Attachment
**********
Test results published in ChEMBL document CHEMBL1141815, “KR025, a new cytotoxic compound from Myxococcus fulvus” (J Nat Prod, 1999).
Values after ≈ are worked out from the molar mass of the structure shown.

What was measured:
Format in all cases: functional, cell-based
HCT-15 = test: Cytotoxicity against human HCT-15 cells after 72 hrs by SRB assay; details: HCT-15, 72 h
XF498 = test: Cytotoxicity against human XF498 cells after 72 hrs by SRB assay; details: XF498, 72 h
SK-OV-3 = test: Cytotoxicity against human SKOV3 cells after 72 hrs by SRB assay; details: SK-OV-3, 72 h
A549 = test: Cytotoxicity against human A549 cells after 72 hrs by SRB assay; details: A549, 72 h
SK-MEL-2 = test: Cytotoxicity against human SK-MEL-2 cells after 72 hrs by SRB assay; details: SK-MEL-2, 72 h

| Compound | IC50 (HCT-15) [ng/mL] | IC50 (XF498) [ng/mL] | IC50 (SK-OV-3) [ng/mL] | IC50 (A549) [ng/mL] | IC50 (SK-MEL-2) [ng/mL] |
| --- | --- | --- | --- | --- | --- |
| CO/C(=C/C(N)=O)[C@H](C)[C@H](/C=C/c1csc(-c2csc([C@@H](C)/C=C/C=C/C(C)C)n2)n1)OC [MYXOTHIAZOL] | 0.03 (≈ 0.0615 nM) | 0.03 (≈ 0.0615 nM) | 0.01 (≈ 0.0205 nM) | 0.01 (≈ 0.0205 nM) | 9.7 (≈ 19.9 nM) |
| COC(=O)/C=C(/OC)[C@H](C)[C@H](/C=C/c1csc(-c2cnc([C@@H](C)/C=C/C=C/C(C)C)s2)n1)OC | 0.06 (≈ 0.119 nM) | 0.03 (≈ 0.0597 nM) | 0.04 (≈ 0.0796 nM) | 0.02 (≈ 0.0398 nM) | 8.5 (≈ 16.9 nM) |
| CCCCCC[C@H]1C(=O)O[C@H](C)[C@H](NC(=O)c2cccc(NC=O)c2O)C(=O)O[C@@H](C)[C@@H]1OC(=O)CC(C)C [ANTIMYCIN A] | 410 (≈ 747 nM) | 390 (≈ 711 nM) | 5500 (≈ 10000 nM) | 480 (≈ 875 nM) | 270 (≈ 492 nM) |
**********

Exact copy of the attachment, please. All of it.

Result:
Test results published in ChEMBL document CHEMBL1141815, “KR025, a new cytotoxic compound from Myxococcus fulvus” (J Nat Prod, 1999).
Values after ≈ are worked out from the molar mass of the structure shown.

What was measured:
Format in all cases: functional, cell-based
HCT-15 = test: Cytotoxicity against human HCT-15 cells after 72 hrs by SRB assay; details: HCT-15, 72 h
XF498 = test: Cytotoxicity against human XF498 cells after 72 hrs by SRB assay; details: XF498, 72 h
SK-OV-3 = test: Cytotoxicity against human SKOV3 cells after 72 hrs by SRB assay; details: SK-OV-3, 72 h
A549 = test: Cytotoxicity against human A549 cells after 72 hrs by SRB assay; details: A549, 72 h
SK-MEL-2 = test: Cytotoxicity against human SK-MEL-2 cells after 72 hrs by SRB assay; details: SK-MEL-2, 72 h

| Compound | IC50 (HCT-15) [ng/mL] | IC50 (XF498) [ng/mL] | IC50 (SK-OV-3) [ng/mL] | IC50 (A549) [ng/mL] | IC50 (SK-MEL-2) [ng/mL] |
| --- | --- | --- | --- | --- | --- |
| CO/C(=C/C(N)=O)[C@H](C)[C@H](/C=C/c1csc(-c2csc([C@@H](C)/C=C/C=C/C(C)C)n2)n1)OC [MYXOTHIAZOL] | 0.03 (≈ 0.0615 nM) | 0.03 (≈ 0.0615 nM) | 0.01 (≈ 0.0205 nM) | 0.01 (≈ 0.0205 nM) | 9.7 (≈ 19.9 nM) |
| COC(=O)/C=C(/OC)[C@H](C)[C@H](/C=C/c1csc(-c2cnc([C@@H](C)/C=C/C=C/C(C)C)s2)n1)OC | 0.06 (≈ 0.119 nM) | 0.03 (≈ 0.0597 nM) | 0.04 (≈ 0.0796 nM) | 0.02 (≈ 0.0398 nM) | 8.5 (≈ 16.9 nM) |
| CCCCCC[C@H]1C(=O)O[C@H](C)[C@H](NC(=O)c2cccc(NC=O)c2O)C(=O)O[C@@H](C)[C@@H]1OC(=O)CC(C)C [ANTIMYCIN A] | 410 (≈ 747 nM) | 390 (≈ 711 nM) | 5500 (≈ 10000 nM) | 480 (≈ 875 nM) | 270 (≈ 492 nM) |